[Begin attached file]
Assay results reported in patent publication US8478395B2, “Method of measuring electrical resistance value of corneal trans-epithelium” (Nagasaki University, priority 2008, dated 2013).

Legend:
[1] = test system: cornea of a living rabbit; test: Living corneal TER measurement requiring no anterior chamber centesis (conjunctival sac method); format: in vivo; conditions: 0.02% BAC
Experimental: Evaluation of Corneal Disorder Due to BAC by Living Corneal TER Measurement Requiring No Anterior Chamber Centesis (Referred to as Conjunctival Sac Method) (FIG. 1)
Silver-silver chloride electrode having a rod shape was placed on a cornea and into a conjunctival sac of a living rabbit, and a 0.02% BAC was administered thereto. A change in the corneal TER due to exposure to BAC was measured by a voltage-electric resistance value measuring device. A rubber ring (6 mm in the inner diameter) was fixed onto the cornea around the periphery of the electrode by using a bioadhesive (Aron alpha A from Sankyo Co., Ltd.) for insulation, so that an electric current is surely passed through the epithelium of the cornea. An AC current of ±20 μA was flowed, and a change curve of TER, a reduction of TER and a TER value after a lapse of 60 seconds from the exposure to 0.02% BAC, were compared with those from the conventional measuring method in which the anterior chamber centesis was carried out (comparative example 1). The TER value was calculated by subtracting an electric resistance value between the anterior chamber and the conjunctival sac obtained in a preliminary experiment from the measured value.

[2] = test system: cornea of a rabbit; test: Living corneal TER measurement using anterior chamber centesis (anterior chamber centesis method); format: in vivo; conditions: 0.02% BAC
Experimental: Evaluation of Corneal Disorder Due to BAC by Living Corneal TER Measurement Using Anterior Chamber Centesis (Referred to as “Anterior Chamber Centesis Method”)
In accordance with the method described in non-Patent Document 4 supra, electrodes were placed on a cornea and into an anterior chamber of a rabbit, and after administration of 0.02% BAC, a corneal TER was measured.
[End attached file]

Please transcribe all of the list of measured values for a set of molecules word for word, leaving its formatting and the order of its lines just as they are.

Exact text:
Assay results reported in patent publication US8478395B2, “Method of measuring electrical resistance value of corneal trans-epithelium” (Nagasaki University, priority 2008, dated 2013).

Legend:
[1] = test system: cornea of a living rabbit; test: Living corneal TER measurement requiring no anterior chamber centesis (conjunctival sac method); format: in vivo; conditions: 0.02% BAC
Experimental: Evaluation of Corneal Disorder Due to BAC by Living Corneal TER Measurement Requiring No Anterior Chamber Centesis (Referred to as Conjunctival Sac Method) (FIG. 1)
Silver-silver chloride electrode having a rod shape was placed on a cornea and into a conjunctival sac of a living rabbit, and a 0.02% BAC was administered thereto. A change in the corneal TER due to exposure to BAC was measured by a voltage-electric resistance value measuring device. A rubber ring (6 mm in the inner diameter) was fixed onto the cornea around the periphery of the electrode by using a bioadhesive (Aron alpha A from Sankyo Co., Ltd.) for insulation, so that an electric current is surely passed through the epithelium of the cornea. An AC current of ±20 μA was flowed, and a change curve of TER, a reduction of TER and a TER value after a lapse of 60 seconds from the exposure to 0.02% BAC, were compared with those from the conventional measuring method in which the anterior chamber centesis was carried out (comparative example 1). The TER value was calculated by subtracting an electric resistance value between the anterior chamber and the conjunctival sac obtained in a preliminary experiment from the measured value.

[2] = test system: cornea of a rabbit; test: Living corneal TER measurement using anterior chamber centesis (anterior chamber centesis method); format: in vivo; conditions: 0.02% BAC
Experimental: Evaluation of Corneal Disorder Due to BAC by Living Corneal TER Measurement Using Anterior Chamber Centesis (Referred to as “Anterior Chamber Centesis Method”)
In accordance with the method described in non-Patent Document 4 supra, electrodes were placed on a cornea and into an anterior chamber of a rabbit, and after administration of 0.02% BAC, a corneal TER was measured.